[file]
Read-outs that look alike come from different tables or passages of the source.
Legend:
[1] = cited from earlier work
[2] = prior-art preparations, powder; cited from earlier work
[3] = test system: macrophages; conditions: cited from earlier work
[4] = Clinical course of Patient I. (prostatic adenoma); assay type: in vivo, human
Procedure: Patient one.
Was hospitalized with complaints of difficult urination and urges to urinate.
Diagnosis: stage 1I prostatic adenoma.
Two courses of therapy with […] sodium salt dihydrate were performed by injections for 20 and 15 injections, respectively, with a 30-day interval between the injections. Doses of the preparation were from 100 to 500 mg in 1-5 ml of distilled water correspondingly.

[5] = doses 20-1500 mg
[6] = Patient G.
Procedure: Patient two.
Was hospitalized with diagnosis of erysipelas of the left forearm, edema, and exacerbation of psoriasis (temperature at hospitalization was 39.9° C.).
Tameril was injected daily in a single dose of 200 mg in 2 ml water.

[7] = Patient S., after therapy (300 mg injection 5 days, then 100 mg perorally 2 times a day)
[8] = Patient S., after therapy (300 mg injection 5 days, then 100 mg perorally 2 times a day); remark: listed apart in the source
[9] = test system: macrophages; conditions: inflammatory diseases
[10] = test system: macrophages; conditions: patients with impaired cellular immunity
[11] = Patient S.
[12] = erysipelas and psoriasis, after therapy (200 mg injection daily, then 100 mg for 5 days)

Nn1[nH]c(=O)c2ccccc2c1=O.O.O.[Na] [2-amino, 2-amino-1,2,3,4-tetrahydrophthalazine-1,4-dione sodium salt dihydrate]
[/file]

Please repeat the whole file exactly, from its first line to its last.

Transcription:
Read-outs that look alike come from different tables or passages of the source.
Legend:
[1] = cited from earlier work
[2] = prior-art preparations, powder; cited from earlier work
[3] = test system: macrophages; conditions: cited from earlier work
[4] = Clinical course of Patient I. (prostatic adenoma); assay type: in vivo, human
Procedure: Patient one.
Was hospitalized with complaints of difficult urination and urges to urinate.
Diagnosis: stage 1I prostatic adenoma.
Two courses of therapy with […] sodium salt dihydrate were performed by injections for 20 and 15 injections, respectively, with a 30-day interval between the injections. Doses of the preparation were from 100 to 500 mg in 1-5 ml of distilled water correspondingly.

[5] = doses 20-1500 mg
[6] = Patient G.
Procedure: Patient two.
Was hospitalized with diagnosis of erysipelas of the left forearm, edema, and exacerbation of psoriasis (temperature at hospitalization was 39.9° C.).
Tameril was injected daily in a single dose of 200 mg in 2 ml water.

[7] = Patient S., after therapy (300 mg injection 5 days, then 100 mg perorally 2 times a day)
[8] = Patient S., after therapy (300 mg injection 5 days, then 100 mg perorally 2 times a day); remark: listed apart in the source
[9] = test system: macrophages; conditions: inflammatory diseases
[10] = test system: macrophages; conditions: patients with impaired cellular immunity
[11] = Patient S.
[12] = erysipelas and psoriasis, after therapy (200 mg injection daily, then 100 mg for 5 days)

Nn1[nH]c(=O)c2ccccc2c1=O.O.O.[Na] [2-amino, 2-amino-1,2,3,4-tetrahydrophthalazine-1,4-dione sodium salt dihydrate]